Against the SNTE of Elba Esther Gordillo
Having run the SNTE teacher’s union like a dictatorship and a personal business, Elba Esther Gordillo is a good example of a traitor. Faced with an Education Reform that targets teachers rather than the social and economic poverty rife in Mexico, the SNTE should be the vanguard of resistance.
Just because someone is a strong leader does not mean that they are the best or most appropriate leader. This is something that those with authoritarian tendencies fail to realise.
Gordillo has played a major part in the SNTE’s corrupt, undemocratic behaviour, seeing positions in public schools sold or inherited and having allegedly embezzled 200 billion pesos ($156m / £103m) from SNTE bank accounts. These activities have brought Latin America’s most powerful union into disrepute and eroded public faith in unions. So, while she may speak of justice for teachers, she has let them down greatly by her autocratic and criminal behaviour.
Mexican citizens now need to be convinced that their lack of faith in the existent structures does not mean cooperation and unity should be rejected. After decades of bureaucracy and corruption under the PRI, it will be a real challenge to build up genuinely democratic structures, but that challenge needs to be faced if real changes are to occur.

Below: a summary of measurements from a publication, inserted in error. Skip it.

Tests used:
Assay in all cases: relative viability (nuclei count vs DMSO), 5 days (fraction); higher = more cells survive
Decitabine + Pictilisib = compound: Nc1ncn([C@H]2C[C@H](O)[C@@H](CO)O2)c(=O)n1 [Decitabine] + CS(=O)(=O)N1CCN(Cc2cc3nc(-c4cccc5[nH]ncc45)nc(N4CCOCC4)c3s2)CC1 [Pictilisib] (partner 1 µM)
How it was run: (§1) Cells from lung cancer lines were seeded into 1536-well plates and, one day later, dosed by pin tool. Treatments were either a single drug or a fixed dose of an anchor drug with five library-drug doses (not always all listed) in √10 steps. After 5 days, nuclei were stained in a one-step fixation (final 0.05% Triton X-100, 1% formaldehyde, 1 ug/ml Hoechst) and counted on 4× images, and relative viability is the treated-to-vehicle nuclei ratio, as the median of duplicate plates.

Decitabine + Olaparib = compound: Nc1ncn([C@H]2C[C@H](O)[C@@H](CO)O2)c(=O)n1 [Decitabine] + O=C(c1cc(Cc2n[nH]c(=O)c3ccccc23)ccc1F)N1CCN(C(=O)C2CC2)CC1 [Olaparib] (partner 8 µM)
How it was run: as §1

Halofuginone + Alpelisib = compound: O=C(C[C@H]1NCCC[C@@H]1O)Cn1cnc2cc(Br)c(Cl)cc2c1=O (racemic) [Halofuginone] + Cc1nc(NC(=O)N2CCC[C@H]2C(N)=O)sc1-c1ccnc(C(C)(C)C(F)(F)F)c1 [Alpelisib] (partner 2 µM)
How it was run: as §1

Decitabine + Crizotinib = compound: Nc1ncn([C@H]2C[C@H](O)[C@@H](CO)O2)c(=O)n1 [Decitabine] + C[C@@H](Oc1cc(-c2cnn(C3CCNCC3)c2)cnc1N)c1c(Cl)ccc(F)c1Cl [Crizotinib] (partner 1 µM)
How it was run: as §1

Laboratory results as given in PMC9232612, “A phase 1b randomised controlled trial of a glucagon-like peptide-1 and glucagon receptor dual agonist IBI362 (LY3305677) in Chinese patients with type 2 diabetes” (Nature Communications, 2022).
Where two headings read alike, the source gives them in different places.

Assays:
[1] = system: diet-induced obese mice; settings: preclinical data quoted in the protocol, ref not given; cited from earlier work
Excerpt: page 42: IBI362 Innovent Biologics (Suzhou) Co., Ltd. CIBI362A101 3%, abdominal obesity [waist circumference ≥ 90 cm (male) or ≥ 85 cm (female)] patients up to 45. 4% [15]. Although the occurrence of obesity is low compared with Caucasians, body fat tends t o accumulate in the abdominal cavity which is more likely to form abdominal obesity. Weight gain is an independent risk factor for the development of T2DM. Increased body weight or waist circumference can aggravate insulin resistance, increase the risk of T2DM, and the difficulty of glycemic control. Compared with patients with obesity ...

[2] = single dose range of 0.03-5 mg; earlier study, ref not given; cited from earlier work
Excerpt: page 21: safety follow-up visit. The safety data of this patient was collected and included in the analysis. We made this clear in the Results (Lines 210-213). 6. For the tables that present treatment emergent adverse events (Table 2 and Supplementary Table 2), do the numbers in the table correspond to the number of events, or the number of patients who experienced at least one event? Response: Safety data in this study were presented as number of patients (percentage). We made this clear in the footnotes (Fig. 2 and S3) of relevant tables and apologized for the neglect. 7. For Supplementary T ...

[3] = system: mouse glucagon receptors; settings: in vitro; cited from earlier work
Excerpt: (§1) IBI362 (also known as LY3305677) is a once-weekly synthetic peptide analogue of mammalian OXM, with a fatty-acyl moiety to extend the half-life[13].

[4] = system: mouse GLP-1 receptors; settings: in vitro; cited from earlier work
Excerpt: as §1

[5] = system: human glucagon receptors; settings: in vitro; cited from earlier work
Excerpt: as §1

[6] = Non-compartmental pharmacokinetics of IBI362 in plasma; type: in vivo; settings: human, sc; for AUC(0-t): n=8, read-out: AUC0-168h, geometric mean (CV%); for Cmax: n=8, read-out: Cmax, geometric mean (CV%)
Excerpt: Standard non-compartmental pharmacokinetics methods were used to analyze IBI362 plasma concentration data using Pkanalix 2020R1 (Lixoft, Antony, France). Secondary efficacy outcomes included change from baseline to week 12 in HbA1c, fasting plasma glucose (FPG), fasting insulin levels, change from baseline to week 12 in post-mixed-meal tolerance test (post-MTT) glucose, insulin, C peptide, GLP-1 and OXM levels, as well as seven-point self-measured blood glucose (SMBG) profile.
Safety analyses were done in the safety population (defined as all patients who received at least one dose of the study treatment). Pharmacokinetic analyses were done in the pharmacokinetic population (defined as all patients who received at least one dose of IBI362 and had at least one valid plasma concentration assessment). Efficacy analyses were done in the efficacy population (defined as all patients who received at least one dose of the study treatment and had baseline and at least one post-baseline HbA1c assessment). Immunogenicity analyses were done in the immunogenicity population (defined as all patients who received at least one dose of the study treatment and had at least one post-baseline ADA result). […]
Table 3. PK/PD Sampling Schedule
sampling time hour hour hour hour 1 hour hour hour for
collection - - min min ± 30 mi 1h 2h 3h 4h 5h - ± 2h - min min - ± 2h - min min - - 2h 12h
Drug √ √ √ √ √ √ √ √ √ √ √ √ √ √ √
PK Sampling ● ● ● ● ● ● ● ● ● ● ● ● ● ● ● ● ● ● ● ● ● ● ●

In Support of the CNTE Resistance and a True Educational Revolution
The CNTE and their resistance to the Education Reform have been inspirational. Their attempts to democratise the SNTE are incredibly valuable and their willpower even more so.
A colleague recently said something very pertinent about the potential firing of workers who fail evaluations:
“If you are on the wrong road, going in the wrong direction, on a road full of potholes, in an old car in need of an MOT, do you get rid of the driver?”
The answer should be fairly obvious.
The problem is not the teachers. The majority of teachers around the world devote immense effort and endless hours to their students. They should be some of the most respected employees in any country. Evaluations are fine, if they are designed to target areas in which the whole education system, including teachers, can better serve students. If evaluations give support and training to teachers who need it, that would be great. It would also be great if the poverty that leads many students to leave school or lack focus, along with the media that distracts, poisons, and lies, were also evaluated.
The main issue we face is that teachers in capitalist nations throughout the world are seeing their professional rights attacked while societal factors affecting education are left untouched. Education is the basis of a truly democratic workers’ revolution, and political classes throughout the world know it. They will fight the birth of truly critical, democratic education systems, and we teachers must stand firm and build those systems – with or without government support.